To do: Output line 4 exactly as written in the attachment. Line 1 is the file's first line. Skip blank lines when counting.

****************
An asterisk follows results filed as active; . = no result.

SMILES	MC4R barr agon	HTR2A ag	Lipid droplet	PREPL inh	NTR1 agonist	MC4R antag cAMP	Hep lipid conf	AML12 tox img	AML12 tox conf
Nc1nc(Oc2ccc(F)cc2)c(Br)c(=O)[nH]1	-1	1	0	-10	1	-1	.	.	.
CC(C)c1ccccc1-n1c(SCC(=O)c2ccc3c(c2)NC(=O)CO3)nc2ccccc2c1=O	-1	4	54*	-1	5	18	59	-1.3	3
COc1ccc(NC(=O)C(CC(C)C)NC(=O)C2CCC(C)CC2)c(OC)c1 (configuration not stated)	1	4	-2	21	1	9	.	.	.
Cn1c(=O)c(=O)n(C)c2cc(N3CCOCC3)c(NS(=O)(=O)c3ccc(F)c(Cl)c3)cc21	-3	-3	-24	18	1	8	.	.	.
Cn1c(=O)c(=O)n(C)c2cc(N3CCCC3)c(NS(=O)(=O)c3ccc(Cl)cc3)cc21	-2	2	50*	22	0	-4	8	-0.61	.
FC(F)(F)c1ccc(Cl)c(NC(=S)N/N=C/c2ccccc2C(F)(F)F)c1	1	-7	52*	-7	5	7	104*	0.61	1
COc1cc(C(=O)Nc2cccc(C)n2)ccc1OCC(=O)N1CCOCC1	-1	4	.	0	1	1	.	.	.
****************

CC(C)c1ccccc1-n1c(SCC(=O)c2ccc3c(c2)NC(=O)CO3)nc2ccccc2c1=O	-1	4	54*	-1	5	18	59	-1.3	3